In 2019, Byron Jones, signed by the Dolphins in free agency, allowed the fourth-fewest yards per cover snap among cornerbacks (0.62). Patrick Smith/Getty Images

And the winner of NFL offseason so far is ...

With free agency slowing, Yardbarker's Chris Mueller, Michael Nania and Sam Robinson assess which team has "won" the offseason.

Miami Dolphins

Best move: Signed free-agent CB Byron Jones | Under-the-radar move: Signed free-agent center Ted Karras

NANIA: Miami (5-11) overachieved in its first season under head coach Brian Flores, but it still went into the offseason with more holes than just about any other team. In turn, the Dolphins have been uber-aggressive, handing out a league-leading four contracts of $30-plus million. Normally, this level of wild spending would be worthy of criticism, but the Dolphins spent wisely on players who were deserving of hefty deals and filled crucial needs in the passing game.

Jones, the former Cowboy, signed a five-year, $82.5 million deal -- the most lucrative in NFL history for a cornerback. He's worth it. In 2019, Jones allowed the fourth-fewest yards per cover snap among cornerbacks (0.62). That was no fluke. He ranked eighth in 2018 (0.79).

Karras, a former Patriot, is quietly a nice signing for Miami. The Dolphins' offensive line was the league's worst in most categories, and center was one of the biggest issues. In 2019, Karras became a full-time starter for the first time, in his fourth NFL season. He struggled at the start of the season but finished strongly, allowing no pressures over his final seven games. From Week 12 on (including the playoffs), Karras earned Pro Football Focus' seventh-best overall grade among centers. On a one-year, $4 million deal, Karras could be an excellent value.

The Dolphins also doled out a combined $70.75 million in guarantees to edge defender Kyle Van Noy (Patriots), defensive end Shaq Lawson (Bills) and guard Ereck Flowers (Redskins). 

Van Noy, who played under Flores in New England, moved from linebacker to the edge in 2019, and flourished, ranking 13th at the position in run stops (20) and 20th in pressures (57). Lawson had a career year in 2019, ranking 16th of 98 qualified edge defenders in pass-rush productivity as he posted 38 pressures over 262 pass-rush snaps. Flowers benefited from a move to guard in Washington, after a poor start to his career at tackle with the Giants and Jaguars. In his first season playing guard, Flowers ranked 28th of 64 qualifiers at his position, with a 64.2 overall grade from PFF.

Former Titans tackle Jack Conklin. Kyle Terada-USA TODAY Sports

Cleveland Browns

Best move: Signed RT Jack Conklin | Under-the-radar move:  Traded for FB Andy Janovich

MUELLER: "Champions of the offseason." That might be a fitting title again for the Browns, who used their ample cap space to reshape their roster for first-time head coach Kevin Stefanski, the former Minnesota offensive coordinator. Cleveland’s best moves were on offense.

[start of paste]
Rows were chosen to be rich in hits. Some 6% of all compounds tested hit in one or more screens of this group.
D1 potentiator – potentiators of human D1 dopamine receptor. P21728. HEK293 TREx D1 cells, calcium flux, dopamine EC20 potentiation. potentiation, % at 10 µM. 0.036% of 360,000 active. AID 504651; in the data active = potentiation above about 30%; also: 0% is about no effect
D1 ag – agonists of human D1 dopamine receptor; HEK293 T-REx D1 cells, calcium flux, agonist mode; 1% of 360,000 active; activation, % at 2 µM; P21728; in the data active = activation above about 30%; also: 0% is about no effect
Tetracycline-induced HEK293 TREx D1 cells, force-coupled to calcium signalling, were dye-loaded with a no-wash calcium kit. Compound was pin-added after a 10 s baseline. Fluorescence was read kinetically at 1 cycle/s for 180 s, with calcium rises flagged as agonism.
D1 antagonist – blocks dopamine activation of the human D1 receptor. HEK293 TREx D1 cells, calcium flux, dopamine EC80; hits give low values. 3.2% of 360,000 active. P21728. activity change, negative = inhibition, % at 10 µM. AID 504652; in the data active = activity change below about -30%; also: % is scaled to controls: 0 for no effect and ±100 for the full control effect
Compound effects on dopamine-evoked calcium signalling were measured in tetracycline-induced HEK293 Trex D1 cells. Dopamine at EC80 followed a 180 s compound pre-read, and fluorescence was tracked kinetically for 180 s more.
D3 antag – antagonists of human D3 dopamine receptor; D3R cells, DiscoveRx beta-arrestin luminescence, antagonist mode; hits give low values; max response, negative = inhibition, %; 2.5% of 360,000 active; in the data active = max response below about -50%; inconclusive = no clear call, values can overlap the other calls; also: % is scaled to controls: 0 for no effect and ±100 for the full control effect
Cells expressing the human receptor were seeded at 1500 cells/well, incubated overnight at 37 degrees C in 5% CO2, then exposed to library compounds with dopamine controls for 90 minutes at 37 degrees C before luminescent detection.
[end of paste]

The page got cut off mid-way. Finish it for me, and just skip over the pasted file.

Stefanski favors a zone-blocking scheme, part of the reason the Browns signed Conklin, the former Titan. He didn’t come cheap; his three-year, $42 million deal includes $30 million guaranteed, but the numbers suggest he’s worth the money. Conklin is an accomplished zone blocker, and had Pro Football Focus’ fifth-highest run blocking grade (80.5) among tackles with at least 300 run-blocking snaps in 2019.

Conklin is not as proficient in pass protection, ranking 21st in PFF's pass- blocking grade among tackles who played at least 900 total snaps last season. But his 72.3 grade is still better than average and a massive improvement over Chris Hubbard, who replaced the traded Kevin Zeitler and started 12 games at right tackle for the Browns in 2019.

Conklin will be part of a clear philosophical shift in Cleveland. The Browns want a greater commitment to the run. Despite having the third-highest yards per carry in the league last season (4.8), Cleveland ran the ball just 383 times, 22nd in the league. One reason for that disparity is because the Browns frequently played from behind.

In addition to the Conklin signing, general manager Andrew Berry made a solid, less-publicized move when he traded a seventh-round pick in 2021 to the Broncos for fullback Andy Janovich. Minnesota’s C.J. Ham was one of just three fullbacks in the league to play at least 200 snaps as a blocker last year, a sign that Stefanski’s offense requires dependability at a dying position. Janovich played sparingly for Denver in 2019, but he had the third-highest PFF run-blocking grade for any fullback.